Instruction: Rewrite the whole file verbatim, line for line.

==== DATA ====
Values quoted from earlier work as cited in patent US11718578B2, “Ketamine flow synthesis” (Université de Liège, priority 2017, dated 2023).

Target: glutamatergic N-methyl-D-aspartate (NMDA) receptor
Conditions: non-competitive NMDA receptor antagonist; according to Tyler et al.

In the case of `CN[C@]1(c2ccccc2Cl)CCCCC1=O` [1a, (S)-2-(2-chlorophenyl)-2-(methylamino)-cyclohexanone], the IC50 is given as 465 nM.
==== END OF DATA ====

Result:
Values quoted from earlier work as cited in patent US11718578B2, “Ketamine flow synthesis” (Université de Liège, priority 2017, dated 2023).

Target: glutamatergic N-methyl-D-aspartate (NMDA) receptor
Conditions: non-competitive NMDA receptor antagonist; according to Tyler et al.

In the case of `CN[C@]1(c2ccccc2Cl)CCCCC1=O` [1a, (S)-2-(2-chlorophenyl)-2-(methylamino)-cyclohexanone], the IC50 is given as 465 nM.